Seventy-five ball type titanium mini-implants with SLA (sandblasted and acid-etched) surface (Dentium, Seoul, South Korea) measuring 2 × 6 mm were bought from company distributor for this in-vitro study. They were randomly divided into five experimental, two control and one no-treatment groups (Fig. 1). The experimental and positive control groups included 12 mini-implants each. The negative control group included two mini-implants and the no-treatment group included one mini-implant [21]. A culture medium containing S. aureus (IBRC-M 10690) was obtained. For the purpose of contamination, each sterile mini-implant was immersed in 1 mL of S. aureus solution [mean concentration of 1 × 108 colony forming units (CFUs) per milliliter] [19]. The plates were then incubated at 37 °C and 5% CO2 for 72 h. Eventually, prior to decontamination, the mini-implants were dipped into sterile phosphate buffered saline (PBS; Gibco, Darmstadt, Germany) three times to eliminate unattached (planktonic) bacteria. Then, the two mini-implants in the negative control group were immersed in sterile PBS for 60 s. In the positive control group, 12 mini-implants were immersed in 0.2% v/w chlorhexidine (CHX) mouthwash for 60 s and then immersed in sterile PBS three times to eliminate excess CHX [13]. In the titanium brush group, a titanium brush (with bristles of 3 mm in length and 1 mm in diameter) was attached to a low-speed (20:1) contra-angle hand- piece (NSK, Tokyo, Japan) operating at 150 rpm with clockwise/counter-clockwise rotation, while the hand-piece was connected to a surgical micro-motor (220 V; NSK, Tokyo, Japan). 12 mini-implants in this group were debrided with the titanium brush for 120 s which was positioned perpendicular to the implant surface and was used in one single direction for each mini-implant (Fig. 2). The applied pressure to the hand-piece remained constant at 50 N/cm2 [13]. Each mini-implant was held by means of forceps from its crown. The debridement process was performed by the same operator.

Fig. 1
figure 1

Flowchart of study groups

Fig. 2
figure 2

Application of titanium brush on the mini-implant surface

For decontamination of each mini-implant in the citric acid group, an autoclave-sterilized swab was dipped in 40% citric acid (pH = 1) and gently rubbed on the surface for 2 min uniformly from the crown to the apex. To eliminate excess citric acid, each mini-implant was dipped into PBS with a forward–backward movement for three rounds, each round for 10 times [16]. The same operator applied citric acid on 12 mini-implants in this group. In the titanium brush- citric acid group, each of the 12 mini-implants was first brushed for 120 s and then citric acid was applied for 2 min as explained earlier. In the laser group, each of the 12 mini-implants underwent diode laser irradiation with 915 nm wavelength (88Dent, Milan, Italy) and 1 W power in continuous-wave mode with a 300 µm non-initiated fiber tip for 60 s at 1 mm distance [22] (Fig. 3). To ensure complete laser irradiation of all surfaces, each mini-implant was attached to a low-speed hand-piece operating at 20 rpm and during rotation, the laser hand-piece also moved along the longitudinal axis of the mini-implant [19]. The same operator irradiated all mini-implants. In the titanium brush-diode laser group, titanium brush was first used for 12 mini-implants for 120 s and then laser was irradiated for 60 s with methods as explained earlier. After decontamination, each mini-implant was immersed in 1 mL of brain heart infusion (BHI) broth (Merck, Darmstadt, Germany) and then vortexed by maximum intensity (up and down) for 1 min to detach the bacteria from the mini-implant surface. The obtained solution was serially diluted by sterile saline using the drop plate method. For colony counting, 50 µL of each dilution was cultured on BHI broth agar and incubated under microaerophilic conditions for 48 h. The CFUs were counted by a single blind examiner and reported separately for each sample [23].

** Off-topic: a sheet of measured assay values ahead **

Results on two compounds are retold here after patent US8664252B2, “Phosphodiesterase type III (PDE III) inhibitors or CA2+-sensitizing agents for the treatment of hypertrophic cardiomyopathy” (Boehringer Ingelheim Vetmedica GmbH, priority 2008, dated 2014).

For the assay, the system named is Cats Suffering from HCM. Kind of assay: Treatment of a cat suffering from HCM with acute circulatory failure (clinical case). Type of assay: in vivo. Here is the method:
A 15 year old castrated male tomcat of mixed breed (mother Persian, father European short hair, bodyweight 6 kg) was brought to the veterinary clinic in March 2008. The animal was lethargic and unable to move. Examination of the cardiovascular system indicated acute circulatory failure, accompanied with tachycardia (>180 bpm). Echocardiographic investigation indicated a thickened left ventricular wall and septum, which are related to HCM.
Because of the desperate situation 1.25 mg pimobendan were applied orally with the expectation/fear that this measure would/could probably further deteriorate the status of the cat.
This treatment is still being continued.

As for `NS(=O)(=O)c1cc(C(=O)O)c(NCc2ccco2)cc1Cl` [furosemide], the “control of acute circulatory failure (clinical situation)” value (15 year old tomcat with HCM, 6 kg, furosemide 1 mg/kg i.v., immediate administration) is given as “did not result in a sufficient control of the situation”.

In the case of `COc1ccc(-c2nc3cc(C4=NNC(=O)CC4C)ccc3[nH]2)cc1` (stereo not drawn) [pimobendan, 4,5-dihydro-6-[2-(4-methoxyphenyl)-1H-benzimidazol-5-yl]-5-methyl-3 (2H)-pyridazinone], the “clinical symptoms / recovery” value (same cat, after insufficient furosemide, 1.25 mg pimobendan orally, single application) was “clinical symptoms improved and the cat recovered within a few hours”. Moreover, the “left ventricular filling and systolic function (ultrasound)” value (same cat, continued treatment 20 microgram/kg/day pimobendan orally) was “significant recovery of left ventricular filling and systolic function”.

Fig. 3
figure 3

Irradiation of diode laser on the mini-implant surface